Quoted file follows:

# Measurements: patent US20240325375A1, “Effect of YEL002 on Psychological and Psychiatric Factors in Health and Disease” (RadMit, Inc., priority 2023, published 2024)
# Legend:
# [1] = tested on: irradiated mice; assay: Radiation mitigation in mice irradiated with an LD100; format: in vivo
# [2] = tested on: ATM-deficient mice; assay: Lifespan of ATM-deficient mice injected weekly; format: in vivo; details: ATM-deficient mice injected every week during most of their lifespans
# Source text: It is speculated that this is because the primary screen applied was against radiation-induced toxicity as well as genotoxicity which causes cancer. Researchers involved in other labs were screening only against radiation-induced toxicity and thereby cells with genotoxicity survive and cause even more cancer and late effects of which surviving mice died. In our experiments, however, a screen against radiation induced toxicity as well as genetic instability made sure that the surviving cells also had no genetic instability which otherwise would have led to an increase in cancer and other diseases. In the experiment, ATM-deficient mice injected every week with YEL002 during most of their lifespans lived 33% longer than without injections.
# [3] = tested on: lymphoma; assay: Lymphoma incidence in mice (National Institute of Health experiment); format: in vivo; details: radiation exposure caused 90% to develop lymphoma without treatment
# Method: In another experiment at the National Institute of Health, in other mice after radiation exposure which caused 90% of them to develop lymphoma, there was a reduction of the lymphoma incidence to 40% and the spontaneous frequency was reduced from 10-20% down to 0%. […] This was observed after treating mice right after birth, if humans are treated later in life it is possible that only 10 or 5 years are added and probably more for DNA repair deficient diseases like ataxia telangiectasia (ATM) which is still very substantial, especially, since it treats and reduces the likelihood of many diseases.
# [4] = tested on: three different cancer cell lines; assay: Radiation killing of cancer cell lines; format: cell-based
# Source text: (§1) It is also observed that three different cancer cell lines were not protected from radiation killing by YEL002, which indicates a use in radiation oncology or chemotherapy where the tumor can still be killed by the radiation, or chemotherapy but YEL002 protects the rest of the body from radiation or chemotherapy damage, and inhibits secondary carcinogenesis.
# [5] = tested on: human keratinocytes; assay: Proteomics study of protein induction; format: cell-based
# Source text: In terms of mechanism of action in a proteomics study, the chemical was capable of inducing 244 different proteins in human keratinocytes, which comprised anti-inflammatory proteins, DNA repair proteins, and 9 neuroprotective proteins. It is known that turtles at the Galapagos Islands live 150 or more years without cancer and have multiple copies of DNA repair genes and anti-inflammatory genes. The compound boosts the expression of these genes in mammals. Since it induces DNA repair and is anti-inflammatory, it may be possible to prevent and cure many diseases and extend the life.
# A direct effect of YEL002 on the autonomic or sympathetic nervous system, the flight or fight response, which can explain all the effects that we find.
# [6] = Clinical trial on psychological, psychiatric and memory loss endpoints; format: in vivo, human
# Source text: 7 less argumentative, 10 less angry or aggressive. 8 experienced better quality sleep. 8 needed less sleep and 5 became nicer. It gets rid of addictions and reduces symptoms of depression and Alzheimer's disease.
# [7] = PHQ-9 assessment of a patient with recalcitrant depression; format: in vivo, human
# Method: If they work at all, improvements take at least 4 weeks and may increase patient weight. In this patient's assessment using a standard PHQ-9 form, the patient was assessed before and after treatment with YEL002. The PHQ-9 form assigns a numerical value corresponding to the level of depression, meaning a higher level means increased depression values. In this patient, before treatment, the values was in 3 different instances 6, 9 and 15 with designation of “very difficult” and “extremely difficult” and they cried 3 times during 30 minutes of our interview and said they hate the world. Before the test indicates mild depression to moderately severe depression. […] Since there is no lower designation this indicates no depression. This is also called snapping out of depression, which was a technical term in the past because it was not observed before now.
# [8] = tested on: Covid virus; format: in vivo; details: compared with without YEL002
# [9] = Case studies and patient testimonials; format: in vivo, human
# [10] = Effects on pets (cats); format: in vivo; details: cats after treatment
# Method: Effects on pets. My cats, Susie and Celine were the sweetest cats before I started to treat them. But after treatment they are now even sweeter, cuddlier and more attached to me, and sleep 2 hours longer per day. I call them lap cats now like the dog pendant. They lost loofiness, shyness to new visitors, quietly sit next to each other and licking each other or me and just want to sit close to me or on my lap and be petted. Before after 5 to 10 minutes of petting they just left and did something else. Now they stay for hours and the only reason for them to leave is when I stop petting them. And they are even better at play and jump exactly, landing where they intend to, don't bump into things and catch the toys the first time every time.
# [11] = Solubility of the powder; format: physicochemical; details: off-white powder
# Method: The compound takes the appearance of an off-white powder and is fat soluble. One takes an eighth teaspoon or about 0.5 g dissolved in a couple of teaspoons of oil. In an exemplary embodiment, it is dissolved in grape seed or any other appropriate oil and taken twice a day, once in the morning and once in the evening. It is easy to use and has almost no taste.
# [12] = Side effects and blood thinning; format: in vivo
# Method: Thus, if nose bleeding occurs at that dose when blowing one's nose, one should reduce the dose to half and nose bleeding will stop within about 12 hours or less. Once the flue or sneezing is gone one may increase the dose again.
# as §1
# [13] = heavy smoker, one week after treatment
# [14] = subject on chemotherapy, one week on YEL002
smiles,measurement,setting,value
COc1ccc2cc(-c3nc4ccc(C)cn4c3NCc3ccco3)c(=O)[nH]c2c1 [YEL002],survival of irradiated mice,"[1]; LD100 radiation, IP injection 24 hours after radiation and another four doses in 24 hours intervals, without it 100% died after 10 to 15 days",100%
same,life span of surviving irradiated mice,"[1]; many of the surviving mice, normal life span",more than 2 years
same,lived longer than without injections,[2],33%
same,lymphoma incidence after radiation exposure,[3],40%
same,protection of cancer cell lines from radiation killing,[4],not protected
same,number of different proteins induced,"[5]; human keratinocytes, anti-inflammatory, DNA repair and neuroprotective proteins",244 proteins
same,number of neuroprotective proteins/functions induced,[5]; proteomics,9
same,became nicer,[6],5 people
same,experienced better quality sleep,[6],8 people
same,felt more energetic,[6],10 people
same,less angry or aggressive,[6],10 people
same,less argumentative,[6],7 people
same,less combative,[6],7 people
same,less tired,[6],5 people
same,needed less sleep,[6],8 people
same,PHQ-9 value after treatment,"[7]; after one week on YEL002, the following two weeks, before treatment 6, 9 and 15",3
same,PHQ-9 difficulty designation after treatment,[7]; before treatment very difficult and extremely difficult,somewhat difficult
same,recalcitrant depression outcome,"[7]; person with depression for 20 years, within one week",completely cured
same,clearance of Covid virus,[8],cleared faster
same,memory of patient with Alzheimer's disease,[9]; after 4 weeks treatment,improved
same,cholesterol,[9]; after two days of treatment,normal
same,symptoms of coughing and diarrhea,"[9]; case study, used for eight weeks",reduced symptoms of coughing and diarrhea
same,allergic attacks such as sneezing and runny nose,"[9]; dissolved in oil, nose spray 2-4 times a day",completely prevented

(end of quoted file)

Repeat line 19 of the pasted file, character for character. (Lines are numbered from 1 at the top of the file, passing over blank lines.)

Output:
# [10] = Effects on pets (cats); format: in vivo; details: cats after treatment